Sociologist says some forms of maltreatment are so ingrained even wives accept them as normal.
Expert tells of hidden domestic violence
DUBAI // Psychological pressure and depriving women of money are among the more common forms of domestic violence that remain unreported, a sociologist says.
Such actions are more common than physical abuse but often go unreported, Fatima Al Kindi of Al Nahda Women Association said yesterday. She was speaking at a seminar organised by Dubai Police on the subject of domestic violence.
"There are different types of violence in families," said Mrs Al Kindi, who worked at the Dubai Police human rights department for 10 years.
"However, while physical abuse is known and not accepted, there are other types such as depriving women of money or the right to make a decision."
Mrs Al Kindi said such cases were hidden from public view and accepted by many women as normal.
Some women are constantly tracked by their husbands, who watch their every movement and monitor their phones, she said.
"Such behaviour is justified by the husband as some form of caring jealousy, and many women tend to view it as normal behaviour even when it exceeds the normal limits of jealousy," Mrs Al Kindi said.
In other cases, she said, husbands had prevented their wives from driving as a form of control, and some used the children to force their wives to stay with them despite the abuse.
"This type of abuse is more widespread and it is more problematic as it is often not categorised as violence," Mrs Al Kindi said.
"Many women tend to accept such behaviour as she would, for example, see her brother do similar practices to his wife and thus come to think that it is normal."
One case she recalled involved a woman whose husband did not allow her to control her own salary.
"He took away her debit card and would only give her pocket money along with their children," said Mrs Al Kindi. "He was controlling everything she spent.
"The result was that she became isolated from friends and family as she could not afford any social activities. But she thought that it was normal for him to do that."
In some cases, she said, men have been the victims of marital abuse.
"One of the cases I dealt with was about a woman who complained that her husband was neglecting her and the children and had been away from home for two weeks.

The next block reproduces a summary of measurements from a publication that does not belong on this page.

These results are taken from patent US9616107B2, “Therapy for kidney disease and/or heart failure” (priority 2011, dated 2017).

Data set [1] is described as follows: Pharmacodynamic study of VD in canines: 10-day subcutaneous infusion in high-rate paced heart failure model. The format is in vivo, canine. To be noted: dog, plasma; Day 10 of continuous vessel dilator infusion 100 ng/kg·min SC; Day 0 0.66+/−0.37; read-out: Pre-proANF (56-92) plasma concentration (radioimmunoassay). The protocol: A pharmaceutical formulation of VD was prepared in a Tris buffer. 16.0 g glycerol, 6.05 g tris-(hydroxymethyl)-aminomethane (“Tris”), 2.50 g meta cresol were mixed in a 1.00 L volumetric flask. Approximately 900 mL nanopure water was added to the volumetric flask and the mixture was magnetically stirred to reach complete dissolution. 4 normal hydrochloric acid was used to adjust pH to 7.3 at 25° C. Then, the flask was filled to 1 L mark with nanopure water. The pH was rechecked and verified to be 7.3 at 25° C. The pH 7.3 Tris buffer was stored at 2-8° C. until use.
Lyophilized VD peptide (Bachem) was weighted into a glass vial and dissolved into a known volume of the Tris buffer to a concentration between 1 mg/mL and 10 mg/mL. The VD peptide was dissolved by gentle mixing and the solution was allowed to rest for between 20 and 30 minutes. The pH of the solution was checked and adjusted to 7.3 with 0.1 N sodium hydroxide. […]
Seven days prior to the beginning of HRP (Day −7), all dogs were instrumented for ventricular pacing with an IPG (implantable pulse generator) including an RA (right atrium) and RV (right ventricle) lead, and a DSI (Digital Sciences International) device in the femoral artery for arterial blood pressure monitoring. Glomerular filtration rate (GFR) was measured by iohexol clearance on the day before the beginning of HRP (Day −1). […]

"When we contacted the husband, it turned out to be that his wife had abused him and beaten him."
Some at yesterday's seminar disagreed with Mrs Al Kindi's definitions of domestic violence.
Ahmad Al Haddad, the Grand Mufti of Dubai, said: "Not all kinds of 'harm' is to be considered violence, only 'harm' inflicted unrightfully on others' soul, body or money."
Abdul Aziz Al Hammadi, the head of the family affairs unit at Dubai Courts, said Islamic law gave men the right to discipline their wives when they did something wrong.
"In the Quran there is a verse which says: 'As for those women on whose part you fear rebellion, admonish them and banish them to beds apart, (and last) beat them. Then, if they obey you, seek not a way against them'."
But Mr Al Hammadi said one needed to understand what was meant by "beating". In Islamic tradition it means to hit with a suwac, which is a stick used to clean teeth.
"Discipline in Islam is allowed and should be used as a means to reform someone," he said. "But the problem is many have a wrong understanding of these concepts and tend not to understand, and thus family disputes arise from them."
Mr Al Hammadi said family problems from domestic violence made up about 5 per cent of the 3,012 cases reviewed by Dubai Courts last year.
Mariam Ali, the head of family guidance at the Abu Dhabi Family Development Authority, said not all of the issues Mrs Al Kindi mentioned should be considered abuse.
Khawla Abdullah, the head of the family consultation department at the authority, said some women needed to be disciplined "as they are impudent".